We knew about car-sharing from reading about co-ops in Berlin, but no one thought they could work in the United States. We were hoping to prove everyone wrong, by dislodging the automobile from its central role in city life. If nothing else, getting a bunch of people to share cars would free up a lot of urban real estate for better uses than parking. One of the chapters in the book tells that story.

I feel like I owe my city planning career as well as my experience bringing car-sharing to North America to my time at Antioch. It’s not just that I got a grounding in political theory, and it’s not just that I learned to write well and think critically. It’s also that I was able to test some of my ideas about how to change the world through the co-ops and through the community of “seekers” who was there with me. I feel like I got two lifetimes of experience as an activist—one at Antioch, and one after.

What are some of your fondest Antioch memories?

Div dances. Fireflies. The Midwest spring. Getting back to campus after co-op. Study groups—one on anarchism, one on psychoanalytic feminism. Editing The Record.

Where did you co-op?

Some highlights: One summer organizing migrant farm workers in Michigan. One fall working for the Democratic Party on an election in New Jersey. A winter working for an anarchist newspaper in New York. A summer following a Mexican political party around doing ethnographic research.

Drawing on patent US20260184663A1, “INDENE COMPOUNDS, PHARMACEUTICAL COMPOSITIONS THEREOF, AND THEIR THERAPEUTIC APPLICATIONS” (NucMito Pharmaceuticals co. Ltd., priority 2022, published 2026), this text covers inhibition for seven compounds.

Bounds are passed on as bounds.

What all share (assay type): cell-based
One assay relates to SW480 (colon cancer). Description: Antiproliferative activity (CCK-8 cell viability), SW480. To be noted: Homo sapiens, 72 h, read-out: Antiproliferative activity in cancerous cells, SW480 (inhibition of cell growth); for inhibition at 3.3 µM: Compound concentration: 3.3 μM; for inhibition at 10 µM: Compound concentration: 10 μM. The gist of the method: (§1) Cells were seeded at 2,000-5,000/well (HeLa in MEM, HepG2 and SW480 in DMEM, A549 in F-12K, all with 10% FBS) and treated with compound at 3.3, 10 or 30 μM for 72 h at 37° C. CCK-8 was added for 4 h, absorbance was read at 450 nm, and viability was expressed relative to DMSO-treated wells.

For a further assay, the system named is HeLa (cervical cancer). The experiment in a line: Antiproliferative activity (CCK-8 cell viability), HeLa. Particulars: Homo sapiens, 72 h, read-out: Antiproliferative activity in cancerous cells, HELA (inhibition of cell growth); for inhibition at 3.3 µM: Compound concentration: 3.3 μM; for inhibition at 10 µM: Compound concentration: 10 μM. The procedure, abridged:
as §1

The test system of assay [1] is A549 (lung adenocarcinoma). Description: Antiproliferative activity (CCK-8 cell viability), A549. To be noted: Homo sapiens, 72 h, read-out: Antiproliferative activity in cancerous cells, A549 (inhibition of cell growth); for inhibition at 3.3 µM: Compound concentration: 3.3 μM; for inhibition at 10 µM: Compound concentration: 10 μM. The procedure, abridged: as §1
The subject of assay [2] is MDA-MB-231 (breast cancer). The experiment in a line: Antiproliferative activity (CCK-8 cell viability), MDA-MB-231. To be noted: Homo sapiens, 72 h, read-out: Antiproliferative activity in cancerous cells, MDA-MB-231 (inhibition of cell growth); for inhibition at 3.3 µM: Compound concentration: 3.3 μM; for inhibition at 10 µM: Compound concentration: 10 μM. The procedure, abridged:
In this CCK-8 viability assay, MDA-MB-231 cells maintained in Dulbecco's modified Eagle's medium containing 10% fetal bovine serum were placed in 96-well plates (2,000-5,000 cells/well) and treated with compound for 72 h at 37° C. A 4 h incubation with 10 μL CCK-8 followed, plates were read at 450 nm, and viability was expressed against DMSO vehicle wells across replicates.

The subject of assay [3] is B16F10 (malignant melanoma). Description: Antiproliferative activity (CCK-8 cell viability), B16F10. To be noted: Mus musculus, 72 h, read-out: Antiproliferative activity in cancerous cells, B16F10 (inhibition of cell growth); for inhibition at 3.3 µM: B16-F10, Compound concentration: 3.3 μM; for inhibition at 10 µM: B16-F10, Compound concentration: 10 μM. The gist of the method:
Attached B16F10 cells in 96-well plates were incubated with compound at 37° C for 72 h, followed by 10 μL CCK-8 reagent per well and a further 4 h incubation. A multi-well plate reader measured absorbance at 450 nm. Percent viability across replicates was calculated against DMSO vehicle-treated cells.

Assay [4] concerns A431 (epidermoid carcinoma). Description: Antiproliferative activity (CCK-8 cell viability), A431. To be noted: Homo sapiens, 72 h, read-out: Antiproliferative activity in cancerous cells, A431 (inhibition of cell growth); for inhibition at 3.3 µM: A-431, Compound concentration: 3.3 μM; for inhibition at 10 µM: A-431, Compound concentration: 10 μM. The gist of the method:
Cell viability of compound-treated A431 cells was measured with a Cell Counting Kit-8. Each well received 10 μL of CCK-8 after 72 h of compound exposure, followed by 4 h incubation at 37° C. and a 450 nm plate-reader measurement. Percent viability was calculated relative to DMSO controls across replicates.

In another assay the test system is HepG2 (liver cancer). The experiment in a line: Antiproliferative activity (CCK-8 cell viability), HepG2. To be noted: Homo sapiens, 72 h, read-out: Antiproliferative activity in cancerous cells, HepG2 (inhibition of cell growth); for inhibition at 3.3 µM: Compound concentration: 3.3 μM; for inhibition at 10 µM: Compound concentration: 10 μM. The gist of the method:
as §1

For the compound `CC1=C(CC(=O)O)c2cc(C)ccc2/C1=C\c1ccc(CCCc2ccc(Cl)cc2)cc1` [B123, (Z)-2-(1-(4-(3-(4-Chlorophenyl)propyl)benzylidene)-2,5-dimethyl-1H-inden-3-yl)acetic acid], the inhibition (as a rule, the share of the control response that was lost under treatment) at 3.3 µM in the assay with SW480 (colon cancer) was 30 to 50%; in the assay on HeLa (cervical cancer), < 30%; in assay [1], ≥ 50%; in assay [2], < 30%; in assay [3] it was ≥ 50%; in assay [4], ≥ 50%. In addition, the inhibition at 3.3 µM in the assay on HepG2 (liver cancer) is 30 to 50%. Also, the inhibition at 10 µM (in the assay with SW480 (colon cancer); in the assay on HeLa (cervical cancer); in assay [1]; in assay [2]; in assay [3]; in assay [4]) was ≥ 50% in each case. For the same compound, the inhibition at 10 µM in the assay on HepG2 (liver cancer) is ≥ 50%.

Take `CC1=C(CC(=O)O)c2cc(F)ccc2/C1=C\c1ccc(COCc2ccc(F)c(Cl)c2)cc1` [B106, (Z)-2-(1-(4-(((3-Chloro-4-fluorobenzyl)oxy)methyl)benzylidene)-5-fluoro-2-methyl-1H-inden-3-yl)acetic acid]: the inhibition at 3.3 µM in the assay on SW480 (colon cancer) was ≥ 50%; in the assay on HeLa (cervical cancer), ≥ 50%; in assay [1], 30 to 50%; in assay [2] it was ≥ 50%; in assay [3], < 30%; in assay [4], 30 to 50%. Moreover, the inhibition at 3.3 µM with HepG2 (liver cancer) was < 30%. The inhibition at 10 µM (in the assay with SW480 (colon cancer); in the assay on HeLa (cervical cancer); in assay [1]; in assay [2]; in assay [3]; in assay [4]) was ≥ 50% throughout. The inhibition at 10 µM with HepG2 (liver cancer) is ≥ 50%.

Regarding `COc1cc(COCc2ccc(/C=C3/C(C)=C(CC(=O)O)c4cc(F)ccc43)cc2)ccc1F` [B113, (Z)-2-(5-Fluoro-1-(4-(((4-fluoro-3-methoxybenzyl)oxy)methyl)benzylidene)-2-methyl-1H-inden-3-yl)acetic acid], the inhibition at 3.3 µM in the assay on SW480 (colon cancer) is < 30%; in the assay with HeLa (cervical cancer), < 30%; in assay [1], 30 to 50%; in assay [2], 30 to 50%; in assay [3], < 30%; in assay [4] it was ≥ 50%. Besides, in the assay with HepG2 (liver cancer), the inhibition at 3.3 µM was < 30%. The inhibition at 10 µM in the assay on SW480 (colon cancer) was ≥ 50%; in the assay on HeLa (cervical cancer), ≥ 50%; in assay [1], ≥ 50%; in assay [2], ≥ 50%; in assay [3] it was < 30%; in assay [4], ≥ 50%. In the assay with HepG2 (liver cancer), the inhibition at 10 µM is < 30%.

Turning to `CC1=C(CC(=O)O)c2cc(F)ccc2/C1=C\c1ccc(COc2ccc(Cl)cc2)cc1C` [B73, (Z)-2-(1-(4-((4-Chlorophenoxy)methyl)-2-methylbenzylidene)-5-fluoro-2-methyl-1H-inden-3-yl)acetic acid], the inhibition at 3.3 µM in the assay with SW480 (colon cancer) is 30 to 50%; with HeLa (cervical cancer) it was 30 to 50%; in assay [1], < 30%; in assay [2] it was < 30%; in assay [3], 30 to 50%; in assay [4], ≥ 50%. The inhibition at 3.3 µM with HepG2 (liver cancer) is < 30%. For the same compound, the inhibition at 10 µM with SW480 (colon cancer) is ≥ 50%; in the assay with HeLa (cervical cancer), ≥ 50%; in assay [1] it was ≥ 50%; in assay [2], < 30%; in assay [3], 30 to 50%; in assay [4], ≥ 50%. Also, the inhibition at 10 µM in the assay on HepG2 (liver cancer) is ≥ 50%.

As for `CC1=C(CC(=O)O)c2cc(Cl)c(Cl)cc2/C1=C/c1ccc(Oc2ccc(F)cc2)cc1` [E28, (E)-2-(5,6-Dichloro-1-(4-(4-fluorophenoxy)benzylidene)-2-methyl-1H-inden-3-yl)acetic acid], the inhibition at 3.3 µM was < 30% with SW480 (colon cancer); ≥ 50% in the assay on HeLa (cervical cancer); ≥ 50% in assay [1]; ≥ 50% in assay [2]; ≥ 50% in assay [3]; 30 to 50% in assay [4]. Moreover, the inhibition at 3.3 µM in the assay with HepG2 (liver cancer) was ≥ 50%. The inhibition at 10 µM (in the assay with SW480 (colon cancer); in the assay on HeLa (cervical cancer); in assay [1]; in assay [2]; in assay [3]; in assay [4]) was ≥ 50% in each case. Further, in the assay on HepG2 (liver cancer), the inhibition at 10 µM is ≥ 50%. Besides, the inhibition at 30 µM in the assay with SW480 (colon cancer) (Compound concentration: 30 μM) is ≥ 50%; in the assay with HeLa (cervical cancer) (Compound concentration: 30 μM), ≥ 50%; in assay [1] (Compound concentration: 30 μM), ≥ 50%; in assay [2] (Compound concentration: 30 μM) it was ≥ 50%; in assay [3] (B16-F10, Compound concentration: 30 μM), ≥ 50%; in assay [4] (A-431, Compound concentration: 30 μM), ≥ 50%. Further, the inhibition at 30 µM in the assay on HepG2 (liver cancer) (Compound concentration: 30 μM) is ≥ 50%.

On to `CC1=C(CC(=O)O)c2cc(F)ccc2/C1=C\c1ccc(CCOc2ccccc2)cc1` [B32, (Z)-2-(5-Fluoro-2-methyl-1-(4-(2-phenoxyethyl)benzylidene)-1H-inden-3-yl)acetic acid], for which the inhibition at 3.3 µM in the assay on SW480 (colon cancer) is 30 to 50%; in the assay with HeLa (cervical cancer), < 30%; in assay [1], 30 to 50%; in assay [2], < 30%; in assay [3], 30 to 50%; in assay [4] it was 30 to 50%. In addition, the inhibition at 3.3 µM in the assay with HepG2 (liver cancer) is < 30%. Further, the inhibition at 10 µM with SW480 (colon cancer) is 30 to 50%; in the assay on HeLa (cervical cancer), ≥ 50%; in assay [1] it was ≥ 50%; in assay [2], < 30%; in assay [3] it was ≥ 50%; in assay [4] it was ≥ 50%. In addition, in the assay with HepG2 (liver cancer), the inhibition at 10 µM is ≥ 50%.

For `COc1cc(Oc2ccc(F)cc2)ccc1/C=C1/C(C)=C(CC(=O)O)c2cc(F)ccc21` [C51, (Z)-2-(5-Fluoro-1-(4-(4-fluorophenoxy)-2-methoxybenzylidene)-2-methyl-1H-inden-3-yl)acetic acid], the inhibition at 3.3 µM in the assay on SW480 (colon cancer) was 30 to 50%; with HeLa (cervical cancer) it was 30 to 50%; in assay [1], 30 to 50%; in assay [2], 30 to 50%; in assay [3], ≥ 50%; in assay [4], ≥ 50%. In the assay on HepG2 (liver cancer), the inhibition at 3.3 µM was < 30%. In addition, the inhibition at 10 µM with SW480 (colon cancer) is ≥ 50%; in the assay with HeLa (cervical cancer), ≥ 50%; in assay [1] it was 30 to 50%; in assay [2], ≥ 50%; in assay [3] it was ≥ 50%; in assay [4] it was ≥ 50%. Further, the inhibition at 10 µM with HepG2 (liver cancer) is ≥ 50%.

What advice do you have for current students interested in social change of the variety you prescribe? 

There are a lot of ways to make an impact, and I think we should celebrate everyone who is willing to put themselves out there to try to fight for their ideals. But alternative institutions have a role to play within a broader progressive movement because they answer the question of how people can translate their values into their everyday lives, once their consciousness is “raised.” 

Students who are interested in alternative institutions might want to spend some time with the older generation of them (maybe workers co-ops or credit unions) and some newer ones (land trusts, community supported agriculture farms)  to get some experience with how they have fared. And then, the essence of the strategy is to try to envision how things would work in a better society, to imagine your way to an institutional arrangement that approximates your values, which you can try to create in miniature form in the here and now. My book goes through a lot of the more practical questions that activists need to ask themselves as they decide which alternative institutions to work on, but it all starts with that critical imaginative leap, to be able to see how things might work in a world that is more free, more democratic, more ecologically balanced, more equal.